04.09.14 / Words: Mamnick / Images: Mamnick
Mamnick (pronounced ‘Mam’-’Nick’) is the road that leaves Hope valley and begins it’s steady ascent of Mam Tor, deep within the splendor of the Peak District. ‘The Peaks’ are one of the most picturesque locations in Britain. Mamnick is a brand inspired by these scenes, on the door-step of where our manufacturing takes place.
Before visiting Mam Nick it was a mythical place to me. I’d been told stories about the feat that it imposed, the torturous drag before the steep finale that can be a grovel if you’re not prepared for it. It’s a hidden climb you may (or may not) do only 2-3 times a year. As you approach Mam Tor to your left hand side, while the road runs parallel to the Sheffield-Manchester train-line, you get to size it up as you make your way towards the foot of the steeper section. Once you’re over the top, you get to feel that great sense of triumph. A feeling that money can’t buy. I was already in love with the place before I designed any products.
I’m just as passionate about our manufacturing process and proud to say that our entire inventory is made in South Yorkshire. (apart from a small Japanese capsule collection).
I tip my hat to my Grandad, Eric Barnett every time I work with steel. He spent his entire working life within the famous Sheffield steel industry and lived only six miles away from the factory.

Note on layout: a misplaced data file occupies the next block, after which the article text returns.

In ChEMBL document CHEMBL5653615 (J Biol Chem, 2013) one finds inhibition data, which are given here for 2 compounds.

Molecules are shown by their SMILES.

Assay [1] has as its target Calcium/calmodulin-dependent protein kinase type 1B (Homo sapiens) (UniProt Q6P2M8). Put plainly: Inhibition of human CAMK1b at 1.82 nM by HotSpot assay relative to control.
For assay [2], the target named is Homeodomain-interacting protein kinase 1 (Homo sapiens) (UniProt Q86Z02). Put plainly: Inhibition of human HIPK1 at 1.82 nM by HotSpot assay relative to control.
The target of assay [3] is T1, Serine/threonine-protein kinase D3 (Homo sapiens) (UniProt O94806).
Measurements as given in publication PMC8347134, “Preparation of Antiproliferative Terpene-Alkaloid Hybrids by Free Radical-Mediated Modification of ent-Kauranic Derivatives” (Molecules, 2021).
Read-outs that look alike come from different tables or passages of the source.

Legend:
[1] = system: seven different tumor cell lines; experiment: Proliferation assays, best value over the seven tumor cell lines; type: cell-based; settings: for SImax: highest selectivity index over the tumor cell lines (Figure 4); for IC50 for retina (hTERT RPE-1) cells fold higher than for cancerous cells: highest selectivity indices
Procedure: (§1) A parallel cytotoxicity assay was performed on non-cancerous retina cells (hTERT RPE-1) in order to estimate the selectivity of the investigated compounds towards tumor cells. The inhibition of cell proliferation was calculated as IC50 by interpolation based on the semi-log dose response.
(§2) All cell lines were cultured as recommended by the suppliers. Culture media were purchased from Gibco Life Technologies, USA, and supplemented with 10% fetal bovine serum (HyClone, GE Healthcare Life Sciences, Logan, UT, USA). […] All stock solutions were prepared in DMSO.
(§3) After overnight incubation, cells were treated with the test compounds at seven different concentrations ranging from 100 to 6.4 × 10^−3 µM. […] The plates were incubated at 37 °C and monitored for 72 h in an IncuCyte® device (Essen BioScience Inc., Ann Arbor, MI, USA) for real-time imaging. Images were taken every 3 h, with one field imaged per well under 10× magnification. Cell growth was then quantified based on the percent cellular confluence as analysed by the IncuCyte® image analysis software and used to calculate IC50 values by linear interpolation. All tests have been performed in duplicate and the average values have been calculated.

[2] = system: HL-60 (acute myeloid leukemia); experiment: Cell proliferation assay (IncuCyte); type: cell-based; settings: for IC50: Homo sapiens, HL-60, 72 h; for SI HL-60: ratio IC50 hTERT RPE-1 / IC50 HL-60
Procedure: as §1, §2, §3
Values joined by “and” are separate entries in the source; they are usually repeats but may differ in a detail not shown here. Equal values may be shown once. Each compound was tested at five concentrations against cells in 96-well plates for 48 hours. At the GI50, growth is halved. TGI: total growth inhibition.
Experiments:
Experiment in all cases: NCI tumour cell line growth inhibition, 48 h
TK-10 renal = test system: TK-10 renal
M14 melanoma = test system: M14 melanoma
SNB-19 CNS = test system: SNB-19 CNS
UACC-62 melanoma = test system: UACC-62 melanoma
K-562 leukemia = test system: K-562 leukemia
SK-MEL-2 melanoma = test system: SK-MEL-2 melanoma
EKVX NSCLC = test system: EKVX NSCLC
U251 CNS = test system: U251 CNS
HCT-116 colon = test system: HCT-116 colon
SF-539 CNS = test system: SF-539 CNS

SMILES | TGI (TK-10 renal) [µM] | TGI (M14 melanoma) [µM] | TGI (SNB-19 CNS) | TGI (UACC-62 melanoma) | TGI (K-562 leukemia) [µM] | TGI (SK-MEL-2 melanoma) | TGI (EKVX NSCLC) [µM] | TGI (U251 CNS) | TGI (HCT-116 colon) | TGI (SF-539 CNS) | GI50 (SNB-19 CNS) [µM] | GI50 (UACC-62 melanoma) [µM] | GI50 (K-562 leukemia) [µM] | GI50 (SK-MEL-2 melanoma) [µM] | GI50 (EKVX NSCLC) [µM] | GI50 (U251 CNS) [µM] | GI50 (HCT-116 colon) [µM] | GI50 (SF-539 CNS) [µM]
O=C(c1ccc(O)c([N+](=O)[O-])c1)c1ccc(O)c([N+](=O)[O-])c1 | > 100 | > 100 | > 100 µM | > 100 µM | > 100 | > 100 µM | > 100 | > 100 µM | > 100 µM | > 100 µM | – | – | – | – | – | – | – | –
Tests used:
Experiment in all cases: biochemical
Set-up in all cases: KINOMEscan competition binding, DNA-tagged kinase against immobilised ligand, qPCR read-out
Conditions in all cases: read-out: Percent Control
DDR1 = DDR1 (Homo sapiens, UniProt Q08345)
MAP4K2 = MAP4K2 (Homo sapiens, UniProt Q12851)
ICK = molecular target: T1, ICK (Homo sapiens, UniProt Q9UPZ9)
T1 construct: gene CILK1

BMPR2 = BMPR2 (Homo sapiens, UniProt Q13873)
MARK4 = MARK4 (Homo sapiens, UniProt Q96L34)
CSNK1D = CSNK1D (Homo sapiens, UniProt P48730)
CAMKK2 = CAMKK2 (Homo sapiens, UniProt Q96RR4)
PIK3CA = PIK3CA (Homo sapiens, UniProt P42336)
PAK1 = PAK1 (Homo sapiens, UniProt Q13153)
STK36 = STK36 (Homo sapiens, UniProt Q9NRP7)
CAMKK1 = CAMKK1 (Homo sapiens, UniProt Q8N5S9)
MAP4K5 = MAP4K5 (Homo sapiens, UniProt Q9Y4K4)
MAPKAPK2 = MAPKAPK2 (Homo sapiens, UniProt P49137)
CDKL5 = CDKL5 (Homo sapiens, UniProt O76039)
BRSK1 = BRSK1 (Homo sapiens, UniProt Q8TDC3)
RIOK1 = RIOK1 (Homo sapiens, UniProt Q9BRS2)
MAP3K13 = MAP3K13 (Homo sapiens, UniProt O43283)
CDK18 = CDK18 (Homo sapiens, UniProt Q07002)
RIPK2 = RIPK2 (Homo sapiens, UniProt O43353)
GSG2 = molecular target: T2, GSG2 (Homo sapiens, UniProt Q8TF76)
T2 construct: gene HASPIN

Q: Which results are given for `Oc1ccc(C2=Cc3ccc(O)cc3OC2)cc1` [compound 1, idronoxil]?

Our shirts are made by people only a stone’s throw away from the road that my Grandad and I grew-up on. A family community where every weave and stitch has a story - it’s this family of people with their craft and workmanship that make us who we are. It’s nice to work so closely with manufactures that share the same feelings towards Britain’s manufacturing heritage and I’m grateful to them. Our buttons are made in Sheffield close to where I live now and we are working with a small shoe manufacturer in Derbyshire on a limited run of casual touring cycling shoes, inspired by Britains most famous cycle-tourist Ian Hibell.
You could say Mamnick is a brand inspired by my love for the bike, but it’s is not a cycling brand. My ethos is very straightforward - “Do one thing at a time, as beautifully as possible”.
Lost Art: Fifteen Years Deep
04.09.14 / Words: Daniel Sandison / Images: Paul Mortimer
Lost Art is a Liverpool institution. For fifteen years it has been a subculture waiting to erupt. Bubbling under and threatening to disrupt the status-quo of affable post-... Read More